Pablo Hasél had promised him that he would not leave quietly and he kept his word.
The Spanish rapper, whose imprisonment this week has caused violent discomfort and a political dispute within the coalition government led by Spain’s Socialists, barricaded themselves at the university in the Catalan city of Lleida on Monday.
In one of his last tweets Before the police entered the campus and set him aside to start a nine-month sentence, Hasél asked his supporters to continue to “denounce those guilty of ruining so many lives.” His words, it seems, have caught his attention. In cities across the country, crowds of protesters have burned properties and have thrown objects at police every night since then to vent their anger on the rapper. “kidnapping”.
Jailed Tuesday for exalting terrorism in his lyrics and tweets, Hasel’s case has also exposed a deep division in Spain over freedom of expression and the country’s democratic values.
While the mainly young protesters express their anger at the rapper’s sentencing, the case is forcing the government to finally confront some of the country’s laws and its judiciary, which is accused of playing an increasingly reactionary role in society and politics. The Prime Minister, Pedro Sánchez, acknowledged this Friday morning that Spanish democracy has work to do “when it comes to expanding and improving the protection of freedom of expression”. But, he added: “In a full democracy, there is no place for any type of violence, and there are no exceptions.”
Despite protests, in which a young woman reportedly lost an eye to a police foam bullet and the offices of the newspaper El Periódico de Catalunya were attacked, many people in Spain support Hasél’s imprisonment. They say their lyrics and tweets are a unacceptable humiliation victims of terrorism and incite hatred against the police and the former king of the country. In sentencing him, the judges argued that the violence in his words could translate into violence on the ground, and conservatives point to the aftermath of his arrest to prove the point.
Yet for many others, including people who find Hasél’s lyrics deeply rude, his imprisonment is the most extreme example yet of a troubling sign that the Spanish judicial system is punishing people not for what they have done, but because of what they have said, sung, tweeted. or drawn.
Amnesty International and Spanish celebrities such as Javier Bardem and Pedro Almodóvar say the convictions of Hasél and others are having a chilling effect on freedom of expression.
A week before Hasél’s imprisonment, Pablo Iglesias, leader of the left-wing Podemos party and one of Spain’s four deputy prime ministers, He suggested the country had not completely turned the page on the extreme right dictatorship from 1939 to 1975: “It is obvious that Spain does not have a situation of political and democratic normality,” he said.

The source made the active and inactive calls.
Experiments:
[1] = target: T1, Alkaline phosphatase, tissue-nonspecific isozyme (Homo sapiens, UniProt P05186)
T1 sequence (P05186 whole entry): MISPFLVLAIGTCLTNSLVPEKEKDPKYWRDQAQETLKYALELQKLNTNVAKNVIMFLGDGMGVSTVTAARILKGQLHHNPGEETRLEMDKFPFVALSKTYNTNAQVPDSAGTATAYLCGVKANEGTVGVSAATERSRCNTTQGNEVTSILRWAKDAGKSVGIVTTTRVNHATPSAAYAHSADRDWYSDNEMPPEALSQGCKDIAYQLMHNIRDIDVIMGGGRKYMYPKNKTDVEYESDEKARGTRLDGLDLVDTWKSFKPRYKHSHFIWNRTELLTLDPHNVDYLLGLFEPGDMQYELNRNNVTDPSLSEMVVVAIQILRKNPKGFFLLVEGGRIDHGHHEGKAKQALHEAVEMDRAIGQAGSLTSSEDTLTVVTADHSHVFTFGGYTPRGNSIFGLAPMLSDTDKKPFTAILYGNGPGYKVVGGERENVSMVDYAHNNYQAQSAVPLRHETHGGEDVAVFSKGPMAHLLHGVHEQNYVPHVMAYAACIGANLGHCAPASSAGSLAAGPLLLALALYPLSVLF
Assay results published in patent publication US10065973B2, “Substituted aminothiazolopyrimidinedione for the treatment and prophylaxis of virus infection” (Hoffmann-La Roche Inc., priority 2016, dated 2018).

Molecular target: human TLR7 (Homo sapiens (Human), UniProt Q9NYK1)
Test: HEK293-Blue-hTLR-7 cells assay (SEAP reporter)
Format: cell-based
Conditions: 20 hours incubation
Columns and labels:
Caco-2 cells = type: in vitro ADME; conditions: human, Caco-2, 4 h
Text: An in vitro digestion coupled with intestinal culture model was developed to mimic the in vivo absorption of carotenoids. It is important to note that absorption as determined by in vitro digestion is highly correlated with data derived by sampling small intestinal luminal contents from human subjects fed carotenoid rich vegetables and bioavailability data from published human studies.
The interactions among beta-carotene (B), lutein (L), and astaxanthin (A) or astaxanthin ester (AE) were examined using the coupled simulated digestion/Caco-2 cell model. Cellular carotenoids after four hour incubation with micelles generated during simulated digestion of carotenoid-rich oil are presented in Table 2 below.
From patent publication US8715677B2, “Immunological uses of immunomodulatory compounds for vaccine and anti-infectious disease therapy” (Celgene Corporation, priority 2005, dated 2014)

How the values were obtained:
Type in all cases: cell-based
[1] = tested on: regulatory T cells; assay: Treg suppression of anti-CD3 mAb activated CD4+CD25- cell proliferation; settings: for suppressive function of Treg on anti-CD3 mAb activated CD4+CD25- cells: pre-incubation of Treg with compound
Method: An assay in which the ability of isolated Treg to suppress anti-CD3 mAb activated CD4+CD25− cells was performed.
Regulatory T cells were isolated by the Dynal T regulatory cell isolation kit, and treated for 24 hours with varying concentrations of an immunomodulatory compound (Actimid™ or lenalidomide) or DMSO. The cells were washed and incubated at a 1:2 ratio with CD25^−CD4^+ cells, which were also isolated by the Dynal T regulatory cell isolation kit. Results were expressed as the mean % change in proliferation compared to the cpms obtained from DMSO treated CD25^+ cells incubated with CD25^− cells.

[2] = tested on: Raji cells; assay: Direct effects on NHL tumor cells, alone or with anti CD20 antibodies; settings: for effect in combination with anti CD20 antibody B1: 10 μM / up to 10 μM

A Saturnian figure who appears older than his 32 years, Hasél (real name Pablo Rivadulla Duro), could seem an unlikely figure to be praised in graffiti and murals throughout Spain. Modeled after aggressively political Spanish rap pioneers like Kase O, he’s a household name less for his artistry than for his well-publicized brush with the law since 2011.
He is now serving his first prison sentence, but has been tried multiple times in the past for tweets and lyrics. He was also given a separate sentence of two and a half years for threatening to kill a man in a bar, and another six-month sentence for assaulting a television journalist during a press conference in 2016.
Some of Hasél’s verbal attacks describe the former king of Spain, Juan Carlos I, as a “mob boss” who has taken pleasure in Saudi tyrants. The diatribes against the police claim that they “sow racism” and “killings with impunity.” Those tweets were deemed not to have been Penal Code of Spain which criminalizes “insulting” the crown and the police. For this, Hasél was ordered to pay a heavy fine. But it is the lyrics and the tweets that allude to terrorist figures with approval that carry the far more serious charge of “glorification of terrorism” and that ultimately earned Hásel a prison sentence.
“I don’t give a damn about the bullet in the neck, pepero.” it’s an example of such sentiment, examined in a previous trial. Appeal is a nickname for those who support the Spanish center-right Popular Party, several members of which were assassinated by the Basque terrorist group Eta in the 1990s.
Hasél is not the only rapper whom Spanish judges have seen fit to imprison and punish on similar charges: in 2018, the Mallorcan musician known as Valtònyc received a custodial sentence for some of his lyrics and escaped to Belgium a day earlier than provided. to get into jail.
Other art figures have also found themselves at the sharpest end of the penal code in recent years, a situation that is a source of deep concern for the international arts advocacy group Freemuse. Srirak Plipat, director of the Denmark-based organization, said: “I think freedom of expression in Spain has been on the decline for the last 10 years.”
This deterioration that Plipat claims has occurred may be a significant factor in understanding why the Hasél case is causing such discomfort.